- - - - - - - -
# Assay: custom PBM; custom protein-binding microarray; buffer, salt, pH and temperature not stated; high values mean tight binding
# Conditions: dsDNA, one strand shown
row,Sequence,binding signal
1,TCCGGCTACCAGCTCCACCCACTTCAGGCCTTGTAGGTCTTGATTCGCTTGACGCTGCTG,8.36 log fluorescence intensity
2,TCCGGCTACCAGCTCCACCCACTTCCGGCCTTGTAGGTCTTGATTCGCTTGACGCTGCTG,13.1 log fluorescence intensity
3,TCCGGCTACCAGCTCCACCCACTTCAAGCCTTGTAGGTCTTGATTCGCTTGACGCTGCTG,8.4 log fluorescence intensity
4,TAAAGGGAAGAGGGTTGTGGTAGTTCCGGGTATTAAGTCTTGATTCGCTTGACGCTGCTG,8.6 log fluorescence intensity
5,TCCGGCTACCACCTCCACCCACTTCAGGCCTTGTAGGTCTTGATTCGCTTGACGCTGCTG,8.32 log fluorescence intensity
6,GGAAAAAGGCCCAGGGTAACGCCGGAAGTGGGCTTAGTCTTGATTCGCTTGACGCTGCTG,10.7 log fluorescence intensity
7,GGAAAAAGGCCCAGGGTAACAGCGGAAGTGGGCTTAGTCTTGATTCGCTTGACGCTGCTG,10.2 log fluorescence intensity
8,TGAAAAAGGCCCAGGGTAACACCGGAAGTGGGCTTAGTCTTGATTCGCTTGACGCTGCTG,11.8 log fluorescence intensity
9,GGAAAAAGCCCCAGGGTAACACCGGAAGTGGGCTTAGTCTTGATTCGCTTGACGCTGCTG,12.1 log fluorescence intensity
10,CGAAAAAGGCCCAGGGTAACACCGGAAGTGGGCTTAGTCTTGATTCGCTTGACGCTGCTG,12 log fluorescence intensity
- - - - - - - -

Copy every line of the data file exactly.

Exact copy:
# Assay: custom PBM; custom protein-binding microarray; buffer, salt, pH and temperature not stated; high values mean tight binding
# Conditions: dsDNA, one strand shown
row,Sequence,binding signal
1,TCCGGCTACCAGCTCCACCCACTTCAGGCCTTGTAGGTCTTGATTCGCTTGACGCTGCTG,8.36 log fluorescence intensity
2,TCCGGCTACCAGCTCCACCCACTTCCGGCCTTGTAGGTCTTGATTCGCTTGACGCTGCTG,13.1 log fluorescence intensity
3,TCCGGCTACCAGCTCCACCCACTTCAAGCCTTGTAGGTCTTGATTCGCTTGACGCTGCTG,8.4 log fluorescence intensity
4,TAAAGGGAAGAGGGTTGTGGTAGTTCCGGGTATTAAGTCTTGATTCGCTTGACGCTGCTG,8.6 log fluorescence intensity
5,TCCGGCTACCACCTCCACCCACTTCAGGCCTTGTAGGTCTTGATTCGCTTGACGCTGCTG,8.32 log fluorescence intensity
6,GGAAAAAGGCCCAGGGTAACGCCGGAAGTGGGCTTAGTCTTGATTCGCTTGACGCTGCTG,10.7 log fluorescence intensity
7,GGAAAAAGGCCCAGGGTAACAGCGGAAGTGGGCTTAGTCTTGATTCGCTTGACGCTGCTG,10.2 log fluorescence intensity
8,TGAAAAAGGCCCAGGGTAACACCGGAAGTGGGCTTAGTCTTGATTCGCTTGACGCTGCTG,11.8 log fluorescence intensity
9,GGAAAAAGCCCCAGGGTAACACCGGAAGTGGGCTTAGTCTTGATTCGCTTGACGCTGCTG,12.1 log fluorescence intensity
10,CGAAAAAGGCCCAGGGTAACACCGGAAGTGGGCTTAGTCTTGATTCGCTTGACGCTGCTG,12 log fluorescence intensity